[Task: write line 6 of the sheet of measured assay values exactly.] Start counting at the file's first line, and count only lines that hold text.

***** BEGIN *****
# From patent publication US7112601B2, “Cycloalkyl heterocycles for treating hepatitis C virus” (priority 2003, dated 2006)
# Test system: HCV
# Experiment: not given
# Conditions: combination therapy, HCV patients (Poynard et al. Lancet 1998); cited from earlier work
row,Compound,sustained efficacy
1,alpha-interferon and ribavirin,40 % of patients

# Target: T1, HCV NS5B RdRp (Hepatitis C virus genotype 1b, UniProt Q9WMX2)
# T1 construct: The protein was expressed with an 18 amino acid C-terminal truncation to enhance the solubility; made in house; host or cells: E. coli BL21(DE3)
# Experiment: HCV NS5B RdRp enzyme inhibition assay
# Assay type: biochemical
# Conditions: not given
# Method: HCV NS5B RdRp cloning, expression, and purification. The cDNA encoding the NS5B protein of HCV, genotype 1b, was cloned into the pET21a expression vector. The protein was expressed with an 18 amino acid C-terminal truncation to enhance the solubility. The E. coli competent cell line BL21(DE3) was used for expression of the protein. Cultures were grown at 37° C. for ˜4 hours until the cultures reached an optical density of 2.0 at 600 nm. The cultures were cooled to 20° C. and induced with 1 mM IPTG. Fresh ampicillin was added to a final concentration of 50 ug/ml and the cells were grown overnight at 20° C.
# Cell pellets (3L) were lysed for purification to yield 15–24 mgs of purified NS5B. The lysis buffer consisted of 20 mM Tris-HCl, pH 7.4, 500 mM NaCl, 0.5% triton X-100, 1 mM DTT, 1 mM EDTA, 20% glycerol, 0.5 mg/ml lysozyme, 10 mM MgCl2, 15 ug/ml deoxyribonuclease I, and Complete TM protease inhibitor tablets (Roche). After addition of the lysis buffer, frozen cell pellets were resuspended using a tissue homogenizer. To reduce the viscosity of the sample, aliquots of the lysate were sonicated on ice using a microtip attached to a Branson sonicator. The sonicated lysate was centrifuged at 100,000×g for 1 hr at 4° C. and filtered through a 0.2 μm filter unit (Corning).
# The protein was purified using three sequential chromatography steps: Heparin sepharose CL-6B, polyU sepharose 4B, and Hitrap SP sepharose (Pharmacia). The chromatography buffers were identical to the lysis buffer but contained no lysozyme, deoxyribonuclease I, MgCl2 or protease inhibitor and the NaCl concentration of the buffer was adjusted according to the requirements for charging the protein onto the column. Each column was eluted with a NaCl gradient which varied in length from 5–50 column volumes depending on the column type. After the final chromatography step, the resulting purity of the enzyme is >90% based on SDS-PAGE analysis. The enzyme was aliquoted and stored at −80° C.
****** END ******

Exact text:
1,alpha-interferon and ribavirin,40 % of patients